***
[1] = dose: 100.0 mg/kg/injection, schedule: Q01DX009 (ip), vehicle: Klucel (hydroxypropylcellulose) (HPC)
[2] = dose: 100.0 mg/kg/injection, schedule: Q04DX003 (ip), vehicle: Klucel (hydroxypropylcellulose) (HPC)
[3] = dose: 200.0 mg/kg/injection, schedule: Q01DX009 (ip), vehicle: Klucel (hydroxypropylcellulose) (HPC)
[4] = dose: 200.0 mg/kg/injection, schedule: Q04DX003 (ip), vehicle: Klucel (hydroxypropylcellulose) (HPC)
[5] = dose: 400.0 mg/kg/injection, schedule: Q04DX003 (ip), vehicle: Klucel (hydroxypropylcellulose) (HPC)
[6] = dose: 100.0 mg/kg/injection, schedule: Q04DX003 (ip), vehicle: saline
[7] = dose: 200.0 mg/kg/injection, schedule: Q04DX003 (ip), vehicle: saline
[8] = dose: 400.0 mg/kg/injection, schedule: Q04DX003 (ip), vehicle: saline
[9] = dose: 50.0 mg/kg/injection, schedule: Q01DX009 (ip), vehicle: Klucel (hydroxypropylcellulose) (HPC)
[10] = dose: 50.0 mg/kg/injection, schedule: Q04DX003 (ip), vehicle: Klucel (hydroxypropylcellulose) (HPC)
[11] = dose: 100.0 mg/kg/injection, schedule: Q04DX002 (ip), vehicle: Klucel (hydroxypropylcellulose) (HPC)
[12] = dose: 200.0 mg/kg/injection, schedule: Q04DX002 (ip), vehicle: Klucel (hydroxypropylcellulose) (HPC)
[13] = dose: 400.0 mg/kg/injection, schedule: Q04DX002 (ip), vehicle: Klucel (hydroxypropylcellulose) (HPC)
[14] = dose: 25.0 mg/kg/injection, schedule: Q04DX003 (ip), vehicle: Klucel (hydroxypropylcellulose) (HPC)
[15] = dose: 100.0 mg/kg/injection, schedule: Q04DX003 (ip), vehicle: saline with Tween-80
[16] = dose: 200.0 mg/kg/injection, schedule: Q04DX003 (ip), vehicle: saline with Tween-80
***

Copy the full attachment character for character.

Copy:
[1] = dose: 100.0 mg/kg/injection, schedule: Q01DX009 (ip), vehicle: Klucel (hydroxypropylcellulose) (HPC)
[2] = dose: 100.0 mg/kg/injection, schedule: Q04DX003 (ip), vehicle: Klucel (hydroxypropylcellulose) (HPC)
[3] = dose: 200.0 mg/kg/injection, schedule: Q01DX009 (ip), vehicle: Klucel (hydroxypropylcellulose) (HPC)
[4] = dose: 200.0 mg/kg/injection, schedule: Q04DX003 (ip), vehicle: Klucel (hydroxypropylcellulose) (HPC)
[5] = dose: 400.0 mg/kg/injection, schedule: Q04DX003 (ip), vehicle: Klucel (hydroxypropylcellulose) (HPC)
[6] = dose: 100.0 mg/kg/injection, schedule: Q04DX003 (ip), vehicle: saline
[7] = dose: 200.0 mg/kg/injection, schedule: Q04DX003 (ip), vehicle: saline
[8] = dose: 400.0 mg/kg/injection, schedule: Q04DX003 (ip), vehicle: saline
[9] = dose: 50.0 mg/kg/injection, schedule: Q01DX009 (ip), vehicle: Klucel (hydroxypropylcellulose) (HPC)
[10] = dose: 50.0 mg/kg/injection, schedule: Q04DX003 (ip), vehicle: Klucel (hydroxypropylcellulose) (HPC)
[11] = dose: 100.0 mg/kg/injection, schedule: Q04DX002 (ip), vehicle: Klucel (hydroxypropylcellulose) (HPC)
[12] = dose: 200.0 mg/kg/injection, schedule: Q04DX002 (ip), vehicle: Klucel (hydroxypropylcellulose) (HPC)
[13] = dose: 400.0 mg/kg/injection, schedule: Q04DX002 (ip), vehicle: Klucel (hydroxypropylcellulose) (HPC)
[14] = dose: 25.0 mg/kg/injection, schedule: Q04DX003 (ip), vehicle: Klucel (hydroxypropylcellulose) (HPC)
[15] = dose: 100.0 mg/kg/injection, schedule: Q04DX003 (ip), vehicle: saline with Tween-80
[16] = dose: 200.0 mg/kg/injection, schedule: Q04DX003 (ip), vehicle: saline with Tween-80